In August 1991, Moore appeared nude on the cover of Vanity Fair under the title More Demi Moore. Annie Leibovitz shot the picture while Moore was seven months pregnant with her daughter Scout LaRue, intending to portray “anti-Hollywood, anti-glitz” attitude. The cover sparked an intense controversy for Vanity Fair and Moore. It was widely discussed on television, radio, and in newspaper articles.The frankness of Leibovitz’s portrayal of a pregnant sex symbol led to divided opinions, ranging from complaints of sexual objectification to celebrations of the photograph as a symbol of empowerment.
The photograph was subject to numerous parodies, including the Spy magazine version which placed Moore’s then-husband Bruce Willis’ head on her body. In Leibovitz v. Paramount Pictures Corp., Leibovitz sued over one parody featuring Leslie Nielsen, made to promote the 1994 film Naked Gun 33⅓: The Final Insult. In the parody, the model’s body was attached to what is described as “the guilty and smirking face” of Nielsen. The teaser said “Due this March”. The case was dismissed in 1996 because the parody relied “for its comic effect on the contrast between the original”. In November 2009, the Moroccan magazine Femmes du Maroc emulated the infamous pose with Moroccan news reporter Nadia Larguet, causing controversy in the majority Muslim nation.
In August 1992, Moore again appeared nude on the cover of Vanity Fair, modeling for body painting artist Joanne Gair in Demi’s Birthday Suit.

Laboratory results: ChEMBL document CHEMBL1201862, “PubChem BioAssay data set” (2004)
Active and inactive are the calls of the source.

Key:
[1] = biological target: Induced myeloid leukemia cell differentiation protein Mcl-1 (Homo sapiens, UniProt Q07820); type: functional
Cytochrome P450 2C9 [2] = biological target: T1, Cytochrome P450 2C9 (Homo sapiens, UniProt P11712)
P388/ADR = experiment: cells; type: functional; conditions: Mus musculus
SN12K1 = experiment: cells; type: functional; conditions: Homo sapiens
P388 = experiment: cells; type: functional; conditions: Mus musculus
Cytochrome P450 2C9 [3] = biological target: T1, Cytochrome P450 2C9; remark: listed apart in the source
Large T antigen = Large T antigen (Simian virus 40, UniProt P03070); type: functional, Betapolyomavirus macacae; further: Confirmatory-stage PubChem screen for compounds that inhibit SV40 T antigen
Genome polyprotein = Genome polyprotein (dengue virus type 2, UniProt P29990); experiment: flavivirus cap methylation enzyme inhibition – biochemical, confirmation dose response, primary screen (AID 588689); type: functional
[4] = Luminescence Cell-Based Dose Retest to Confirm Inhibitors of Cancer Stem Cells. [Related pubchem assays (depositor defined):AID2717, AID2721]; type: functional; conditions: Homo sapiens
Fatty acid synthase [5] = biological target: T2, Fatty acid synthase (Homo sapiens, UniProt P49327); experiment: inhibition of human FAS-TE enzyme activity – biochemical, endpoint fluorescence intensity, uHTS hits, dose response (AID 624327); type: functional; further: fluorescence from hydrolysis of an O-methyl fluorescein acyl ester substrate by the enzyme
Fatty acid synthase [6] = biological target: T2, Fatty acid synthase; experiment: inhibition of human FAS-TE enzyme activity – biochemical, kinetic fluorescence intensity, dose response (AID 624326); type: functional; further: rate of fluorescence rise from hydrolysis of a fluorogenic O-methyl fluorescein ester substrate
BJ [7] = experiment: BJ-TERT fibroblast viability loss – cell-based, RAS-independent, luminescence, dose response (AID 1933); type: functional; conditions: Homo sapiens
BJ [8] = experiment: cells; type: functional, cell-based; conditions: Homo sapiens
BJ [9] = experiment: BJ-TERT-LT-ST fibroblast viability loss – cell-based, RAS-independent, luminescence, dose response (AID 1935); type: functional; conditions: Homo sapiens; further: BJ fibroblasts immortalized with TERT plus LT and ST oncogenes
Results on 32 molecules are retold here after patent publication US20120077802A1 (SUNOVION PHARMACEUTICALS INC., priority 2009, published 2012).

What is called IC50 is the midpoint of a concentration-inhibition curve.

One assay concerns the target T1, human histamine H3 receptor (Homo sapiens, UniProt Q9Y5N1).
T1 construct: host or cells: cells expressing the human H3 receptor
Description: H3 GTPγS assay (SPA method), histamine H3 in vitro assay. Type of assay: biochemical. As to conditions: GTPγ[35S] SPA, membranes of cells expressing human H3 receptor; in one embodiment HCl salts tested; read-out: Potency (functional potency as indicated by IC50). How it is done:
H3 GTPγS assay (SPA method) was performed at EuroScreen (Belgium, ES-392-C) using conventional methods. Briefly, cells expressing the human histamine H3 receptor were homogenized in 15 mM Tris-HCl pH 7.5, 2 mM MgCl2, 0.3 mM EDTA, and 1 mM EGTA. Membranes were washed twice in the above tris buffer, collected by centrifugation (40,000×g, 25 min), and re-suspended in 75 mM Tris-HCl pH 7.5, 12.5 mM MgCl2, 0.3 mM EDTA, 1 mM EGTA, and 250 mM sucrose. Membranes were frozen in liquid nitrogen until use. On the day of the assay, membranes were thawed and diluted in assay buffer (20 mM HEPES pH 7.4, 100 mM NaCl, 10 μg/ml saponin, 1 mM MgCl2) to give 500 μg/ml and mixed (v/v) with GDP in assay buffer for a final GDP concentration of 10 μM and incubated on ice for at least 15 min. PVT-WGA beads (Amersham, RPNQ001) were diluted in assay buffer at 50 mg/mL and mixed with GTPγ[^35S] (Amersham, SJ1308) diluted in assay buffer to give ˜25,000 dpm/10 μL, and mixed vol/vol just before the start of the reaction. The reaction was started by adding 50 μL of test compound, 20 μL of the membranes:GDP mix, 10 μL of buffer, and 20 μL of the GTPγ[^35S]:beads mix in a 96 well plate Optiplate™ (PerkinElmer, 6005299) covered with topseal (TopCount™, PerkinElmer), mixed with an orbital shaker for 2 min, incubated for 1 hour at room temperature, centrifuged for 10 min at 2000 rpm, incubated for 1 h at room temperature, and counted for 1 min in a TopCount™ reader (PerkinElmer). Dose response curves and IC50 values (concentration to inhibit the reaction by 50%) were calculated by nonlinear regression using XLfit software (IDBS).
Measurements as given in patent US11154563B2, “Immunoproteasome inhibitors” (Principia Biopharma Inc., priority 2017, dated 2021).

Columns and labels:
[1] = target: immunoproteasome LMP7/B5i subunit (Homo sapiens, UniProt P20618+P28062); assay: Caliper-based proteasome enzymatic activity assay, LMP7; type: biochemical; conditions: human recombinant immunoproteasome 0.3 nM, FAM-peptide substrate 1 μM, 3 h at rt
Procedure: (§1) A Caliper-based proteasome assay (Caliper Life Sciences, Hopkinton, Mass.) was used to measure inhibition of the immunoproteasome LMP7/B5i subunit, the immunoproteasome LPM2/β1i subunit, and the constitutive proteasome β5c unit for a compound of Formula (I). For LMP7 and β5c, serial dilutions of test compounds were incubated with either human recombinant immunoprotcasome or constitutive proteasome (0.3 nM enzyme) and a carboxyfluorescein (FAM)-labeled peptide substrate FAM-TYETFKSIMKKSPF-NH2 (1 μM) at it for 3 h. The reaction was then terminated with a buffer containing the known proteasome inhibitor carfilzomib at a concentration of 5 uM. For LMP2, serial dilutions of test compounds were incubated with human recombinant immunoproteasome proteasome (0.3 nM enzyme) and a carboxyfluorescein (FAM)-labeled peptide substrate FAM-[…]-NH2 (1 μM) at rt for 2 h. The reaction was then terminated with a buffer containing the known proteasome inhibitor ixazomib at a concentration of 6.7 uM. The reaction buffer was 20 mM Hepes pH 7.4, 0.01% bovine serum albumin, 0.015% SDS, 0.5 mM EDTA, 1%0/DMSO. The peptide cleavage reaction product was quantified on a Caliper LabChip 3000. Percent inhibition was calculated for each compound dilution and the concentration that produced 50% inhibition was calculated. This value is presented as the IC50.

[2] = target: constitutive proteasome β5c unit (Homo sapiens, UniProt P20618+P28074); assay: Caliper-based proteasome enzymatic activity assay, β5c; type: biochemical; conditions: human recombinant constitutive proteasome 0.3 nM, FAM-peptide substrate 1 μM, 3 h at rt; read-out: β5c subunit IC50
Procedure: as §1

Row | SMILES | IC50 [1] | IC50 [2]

Moore was a founding “celebrity investor” in the Planet Hollywood chain of international theme restaurants modeled after the Hard Rock Cafe and launched in New York on October 22, 1991 along with Sylvester Stallone, Arnold Schwarzenegger, and former husband Bruce Willis. She was the executive producer of all three of the films in the successful Austin Powers franchise, as well as an interview series for the Lifetime network called The Conversation.
One source has estimated Moore’s net worth to be $150 million as of approximately 2011 up from $75 million as of approximately 2010.
She is a follower of Philip Berg’s Kabbalah Centre religion, and initiated Kutcher into the faith, having said that she “didn’t grow up Jewish, but … would say that she has been more exposed to the deeper meanings of particular rituals than any of her friends that did.”
According to The New York Times, Moore is “the world’s most high-profile doll collector,” and among her favorites is the Gene Marshall fashion doll. At one point, Moore kept a separate residence to house her 2,000 dolls.
While she landed on PETA’s Worst-Dressed List in 2009 for wearing fur two years later she supported the group’s efforts to ban circus workers’ use of bullhooks on elephants.
In 2009 Moore and Kutcher launched The Demi and Ashton Foundation (DNA), a nonprofit, non-governmental organization directed towards fighting child sexual slavery. Its first campaign was “Real Men Don’t Buy Girls.” In November 2012, the foundation said it was announcing “a new name and refined mission” as Thorn, which aimed “to disrupt and deflate the predatory behavior of those who abuse and traffic children, solicit sex with children or create and share child pornography.”